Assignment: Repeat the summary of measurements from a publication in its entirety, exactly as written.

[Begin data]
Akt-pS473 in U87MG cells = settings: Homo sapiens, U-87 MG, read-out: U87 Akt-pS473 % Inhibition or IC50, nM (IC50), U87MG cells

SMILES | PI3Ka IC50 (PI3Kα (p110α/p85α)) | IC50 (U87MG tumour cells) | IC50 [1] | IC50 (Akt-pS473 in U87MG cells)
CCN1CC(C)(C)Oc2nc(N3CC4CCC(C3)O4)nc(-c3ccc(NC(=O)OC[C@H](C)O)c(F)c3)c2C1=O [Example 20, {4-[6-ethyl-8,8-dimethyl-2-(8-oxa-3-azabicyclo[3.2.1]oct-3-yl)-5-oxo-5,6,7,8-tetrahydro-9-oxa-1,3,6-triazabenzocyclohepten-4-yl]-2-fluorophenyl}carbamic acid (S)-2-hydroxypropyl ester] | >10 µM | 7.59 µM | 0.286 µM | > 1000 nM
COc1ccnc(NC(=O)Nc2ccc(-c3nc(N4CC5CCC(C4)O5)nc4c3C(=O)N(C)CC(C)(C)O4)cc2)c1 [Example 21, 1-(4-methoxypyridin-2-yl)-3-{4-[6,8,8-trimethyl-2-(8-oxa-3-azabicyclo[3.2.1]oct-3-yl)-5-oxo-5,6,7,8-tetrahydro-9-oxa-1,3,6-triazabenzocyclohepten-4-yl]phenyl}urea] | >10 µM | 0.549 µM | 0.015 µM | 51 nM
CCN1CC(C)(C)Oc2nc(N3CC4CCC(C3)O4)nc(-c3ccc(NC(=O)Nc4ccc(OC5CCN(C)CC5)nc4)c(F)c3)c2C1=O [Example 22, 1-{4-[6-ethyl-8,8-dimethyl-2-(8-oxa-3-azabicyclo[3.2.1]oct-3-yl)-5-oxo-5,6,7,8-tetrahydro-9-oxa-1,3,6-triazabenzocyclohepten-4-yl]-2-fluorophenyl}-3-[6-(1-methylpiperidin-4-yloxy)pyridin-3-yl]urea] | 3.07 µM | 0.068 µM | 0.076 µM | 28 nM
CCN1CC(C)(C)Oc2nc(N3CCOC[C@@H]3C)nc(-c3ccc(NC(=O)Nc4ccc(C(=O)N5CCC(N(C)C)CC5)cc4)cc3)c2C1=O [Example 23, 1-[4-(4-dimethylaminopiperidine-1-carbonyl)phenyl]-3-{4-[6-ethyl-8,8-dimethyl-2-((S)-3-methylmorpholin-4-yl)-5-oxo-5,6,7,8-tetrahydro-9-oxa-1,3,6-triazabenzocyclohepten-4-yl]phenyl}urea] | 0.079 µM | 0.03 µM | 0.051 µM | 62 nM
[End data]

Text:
Akt-pS473 in U87MG cells = settings: Homo sapiens, U-87 MG, read-out: U87 Akt-pS473 % Inhibition or IC50, nM (IC50), U87MG cells

SMILES | PI3Ka IC50 (PI3Kα (p110α/p85α)) | IC50 (U87MG tumour cells) | IC50 [1] | IC50 (Akt-pS473 in U87MG cells)
CCN1CC(C)(C)Oc2nc(N3CC4CCC(C3)O4)nc(-c3ccc(NC(=O)OC[C@H](C)O)c(F)c3)c2C1=O [Example 20, {4-[6-ethyl-8,8-dimethyl-2-(8-oxa-3-azabicyclo[3.2.1]oct-3-yl)-5-oxo-5,6,7,8-tetrahydro-9-oxa-1,3,6-triazabenzocyclohepten-4-yl]-2-fluorophenyl}carbamic acid (S)-2-hydroxypropyl ester] | >10 µM | 7.59 µM | 0.286 µM | > 1000 nM
COc1ccnc(NC(=O)Nc2ccc(-c3nc(N4CC5CCC(C4)O5)nc4c3C(=O)N(C)CC(C)(C)O4)cc2)c1 [Example 21, 1-(4-methoxypyridin-2-yl)-3-{4-[6,8,8-trimethyl-2-(8-oxa-3-azabicyclo[3.2.1]oct-3-yl)-5-oxo-5,6,7,8-tetrahydro-9-oxa-1,3,6-triazabenzocyclohepten-4-yl]phenyl}urea] | >10 µM | 0.549 µM | 0.015 µM | 51 nM
CCN1CC(C)(C)Oc2nc(N3CC4CCC(C3)O4)nc(-c3ccc(NC(=O)Nc4ccc(OC5CCN(C)CC5)nc4)c(F)c3)c2C1=O [Example 22, 1-{4-[6-ethyl-8,8-dimethyl-2-(8-oxa-3-azabicyclo[3.2.1]oct-3-yl)-5-oxo-5,6,7,8-tetrahydro-9-oxa-1,3,6-triazabenzocyclohepten-4-yl]-2-fluorophenyl}-3-[6-(1-methylpiperidin-4-yloxy)pyridin-3-yl]urea] | 3.07 µM | 0.068 µM | 0.076 µM | 28 nM
CCN1CC(C)(C)Oc2nc(N3CCOC[C@@H]3C)nc(-c3ccc(NC(=O)Nc4ccc(C(=O)N5CCC(N(C)C)CC5)cc4)cc3)c2C1=O [Example 23, 1-[4-(4-dimethylaminopiperidine-1-carbonyl)phenyl]-3-{4-[6-ethyl-8,8-dimethyl-2-((S)-3-methylmorpholin-4-yl)-5-oxo-5,6,7,8-tetrahydro-9-oxa-1,3,6-triazabenzocyclohepten-4-yl]phenyl}urea] | 0.079 µM | 0.03 µM | 0.051 µM | 62 nM